Info

Noted Gallery
Phone
203-981-1342
Email
Website
Location

Noted Gallery, 64 Jobs Lane, Southampton, NY
Category

Date

Oct 12 2018

Time

11:00 am - 6:00 pm

Cost

Free

Age

All

True Colors: Wolf Kahn & Fay Lansner

True Colors: Wolf Kahn & Fay Lansner

Starting October 15th through November 30, the gallery will show 16 original Wolf Kahn pastels on paper, dating from the 1950s to present day.

The pieces featured are from the private collection of art enthusiast and a longtime acquaintance of the artist. The work exhibits the collector and friend’s, true appreciation for Kahn’s deft feel for color at its most vibrant, and often, unexpected. As a result, the show represents a capsule collection of the rarest Kahn’s, spanning the past half-of-a-century. The collection of these unique pastels speaks visual volumes as to why the artist, Wolf Kahn, is hailed as “America’s Greatest Colorist.”

Wolf Kahn – the master of light, expressive color and harmonious subtlety has changed “the game” of traditional landscapes for past, current, and future generations. For some of his work, he handwrote his artistic viewpoint, detailing the process and inspiration of its fruition.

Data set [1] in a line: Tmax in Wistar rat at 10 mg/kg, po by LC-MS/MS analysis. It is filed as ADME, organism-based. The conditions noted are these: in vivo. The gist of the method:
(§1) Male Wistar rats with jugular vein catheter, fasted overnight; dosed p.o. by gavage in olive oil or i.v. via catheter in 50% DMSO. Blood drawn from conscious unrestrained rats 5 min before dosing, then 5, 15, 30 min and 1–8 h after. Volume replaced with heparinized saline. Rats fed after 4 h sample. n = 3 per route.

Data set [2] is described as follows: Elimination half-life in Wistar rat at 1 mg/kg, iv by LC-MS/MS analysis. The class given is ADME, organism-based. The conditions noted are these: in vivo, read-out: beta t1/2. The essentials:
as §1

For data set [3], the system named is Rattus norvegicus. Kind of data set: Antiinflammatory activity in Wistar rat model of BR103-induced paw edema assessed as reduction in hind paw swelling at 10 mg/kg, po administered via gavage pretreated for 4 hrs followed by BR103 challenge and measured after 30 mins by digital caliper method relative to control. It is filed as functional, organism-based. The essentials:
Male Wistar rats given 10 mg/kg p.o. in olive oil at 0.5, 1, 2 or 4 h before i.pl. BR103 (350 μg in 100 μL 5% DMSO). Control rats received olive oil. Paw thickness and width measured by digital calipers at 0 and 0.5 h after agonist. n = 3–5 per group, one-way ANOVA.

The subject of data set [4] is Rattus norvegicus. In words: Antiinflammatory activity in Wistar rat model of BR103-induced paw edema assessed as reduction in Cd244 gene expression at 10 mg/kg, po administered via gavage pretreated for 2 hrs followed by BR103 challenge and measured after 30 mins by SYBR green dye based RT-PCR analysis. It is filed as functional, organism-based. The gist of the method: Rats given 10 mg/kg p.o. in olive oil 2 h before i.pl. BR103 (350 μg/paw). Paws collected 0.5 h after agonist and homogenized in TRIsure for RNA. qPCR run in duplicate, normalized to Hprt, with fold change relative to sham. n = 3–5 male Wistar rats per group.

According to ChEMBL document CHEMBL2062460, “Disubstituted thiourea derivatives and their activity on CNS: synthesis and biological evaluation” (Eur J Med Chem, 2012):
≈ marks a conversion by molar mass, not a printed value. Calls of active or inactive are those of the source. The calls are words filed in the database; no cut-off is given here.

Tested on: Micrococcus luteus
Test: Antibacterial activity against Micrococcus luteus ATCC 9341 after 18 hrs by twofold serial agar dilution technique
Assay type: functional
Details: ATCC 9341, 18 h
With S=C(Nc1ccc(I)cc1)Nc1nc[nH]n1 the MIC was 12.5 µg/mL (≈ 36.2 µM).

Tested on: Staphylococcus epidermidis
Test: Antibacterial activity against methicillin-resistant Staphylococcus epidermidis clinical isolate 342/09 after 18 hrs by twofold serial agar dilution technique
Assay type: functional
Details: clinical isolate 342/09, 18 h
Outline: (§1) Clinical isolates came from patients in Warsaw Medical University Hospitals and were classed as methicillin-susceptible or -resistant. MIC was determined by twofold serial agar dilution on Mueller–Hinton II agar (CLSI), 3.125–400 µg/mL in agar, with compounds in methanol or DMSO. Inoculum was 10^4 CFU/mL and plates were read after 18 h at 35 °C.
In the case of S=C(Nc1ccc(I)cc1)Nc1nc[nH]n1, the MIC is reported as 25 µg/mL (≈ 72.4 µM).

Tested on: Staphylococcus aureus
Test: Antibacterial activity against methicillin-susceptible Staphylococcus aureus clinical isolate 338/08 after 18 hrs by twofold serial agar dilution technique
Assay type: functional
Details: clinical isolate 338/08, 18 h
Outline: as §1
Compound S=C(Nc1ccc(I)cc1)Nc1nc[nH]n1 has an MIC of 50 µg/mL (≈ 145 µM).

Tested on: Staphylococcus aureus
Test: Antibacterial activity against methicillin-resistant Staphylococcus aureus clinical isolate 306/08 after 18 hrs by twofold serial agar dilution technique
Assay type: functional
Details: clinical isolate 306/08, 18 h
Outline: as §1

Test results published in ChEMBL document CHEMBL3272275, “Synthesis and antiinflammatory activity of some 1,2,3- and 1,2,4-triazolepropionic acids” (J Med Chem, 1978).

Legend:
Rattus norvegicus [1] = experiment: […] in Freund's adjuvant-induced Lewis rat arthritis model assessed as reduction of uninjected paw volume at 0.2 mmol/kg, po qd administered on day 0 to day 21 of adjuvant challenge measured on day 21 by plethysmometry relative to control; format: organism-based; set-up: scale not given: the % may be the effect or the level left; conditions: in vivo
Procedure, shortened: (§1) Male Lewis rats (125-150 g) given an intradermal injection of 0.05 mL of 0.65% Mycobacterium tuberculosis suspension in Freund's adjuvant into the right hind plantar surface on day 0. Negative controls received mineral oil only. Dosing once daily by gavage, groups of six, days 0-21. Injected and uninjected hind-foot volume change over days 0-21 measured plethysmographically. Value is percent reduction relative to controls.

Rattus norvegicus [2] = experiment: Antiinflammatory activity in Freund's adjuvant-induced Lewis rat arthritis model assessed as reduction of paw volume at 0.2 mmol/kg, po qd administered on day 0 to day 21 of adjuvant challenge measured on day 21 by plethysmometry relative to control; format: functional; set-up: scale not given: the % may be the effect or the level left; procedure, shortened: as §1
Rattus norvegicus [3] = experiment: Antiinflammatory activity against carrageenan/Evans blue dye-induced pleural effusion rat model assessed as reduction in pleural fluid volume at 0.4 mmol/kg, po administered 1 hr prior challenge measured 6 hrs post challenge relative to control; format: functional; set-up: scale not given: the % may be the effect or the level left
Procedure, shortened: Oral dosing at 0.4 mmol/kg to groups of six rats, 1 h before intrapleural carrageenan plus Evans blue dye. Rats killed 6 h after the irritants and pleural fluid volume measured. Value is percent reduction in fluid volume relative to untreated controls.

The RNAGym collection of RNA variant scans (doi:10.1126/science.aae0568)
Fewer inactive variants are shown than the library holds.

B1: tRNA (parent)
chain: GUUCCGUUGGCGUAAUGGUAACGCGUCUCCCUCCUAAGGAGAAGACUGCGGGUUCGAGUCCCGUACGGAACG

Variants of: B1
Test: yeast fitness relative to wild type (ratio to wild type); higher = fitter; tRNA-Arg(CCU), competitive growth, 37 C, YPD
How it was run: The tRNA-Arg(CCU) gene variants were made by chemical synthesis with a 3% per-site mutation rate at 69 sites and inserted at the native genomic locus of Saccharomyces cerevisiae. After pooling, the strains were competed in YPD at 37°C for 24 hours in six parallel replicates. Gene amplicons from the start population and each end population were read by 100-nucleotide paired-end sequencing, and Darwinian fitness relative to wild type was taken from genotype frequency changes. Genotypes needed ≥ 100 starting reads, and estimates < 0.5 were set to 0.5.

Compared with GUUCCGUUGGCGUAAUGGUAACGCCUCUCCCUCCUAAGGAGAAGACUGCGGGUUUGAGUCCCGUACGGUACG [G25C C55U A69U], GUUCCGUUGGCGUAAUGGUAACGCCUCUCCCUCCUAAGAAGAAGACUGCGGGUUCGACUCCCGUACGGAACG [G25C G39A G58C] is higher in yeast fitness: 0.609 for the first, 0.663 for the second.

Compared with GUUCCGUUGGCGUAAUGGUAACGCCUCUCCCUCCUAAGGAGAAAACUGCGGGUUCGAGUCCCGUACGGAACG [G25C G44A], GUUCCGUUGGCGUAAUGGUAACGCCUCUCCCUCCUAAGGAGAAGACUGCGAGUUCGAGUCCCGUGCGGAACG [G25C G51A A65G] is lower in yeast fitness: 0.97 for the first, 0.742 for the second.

Kahn’s work exonerates itself from the expectations of the traditional American landscape. It allows viewers to escape in his abstraction, yet recognizable, place of their own mind and imagination. In addition to the masterful artist’s hand, it is perhaps this ineffable quality that allows the work to transcend and appeal across time. As the artist once expressed in regards to his subject, “I help nature take its course.”

Like Kahn, Fay Lansner also studied with Hans Hoffman, whom Kahn has referenced as “one of the greatest art teachers of his generation.” Lansner studied with Hoffman in 1948 in a popular drawing class in Provincetown, MA. The following year, Lansner continued her evolvement in New York City, alongside Kahn, Larry Rivers and Jan Muller.

Fay Lansner, then ‘Gross’, married Kermit Lansner, who received a two-year Fulbright Scholarship to study the philosopher Merleau-Pont in Paris; an opportunity that allowed her to embrace the chance to see the origins of modernism first hand. These experiences along with Hoffman’s teachings furthered her lifelong objective: “to render the subjective in an objective way.”

Lansner joined Hansa, one of the first cooperative galleries, where Wolf Kahn was an original member and had her first American exhibition in 1954.

The Gallery is awed to have the work of these eminent artists.

Facebook Comments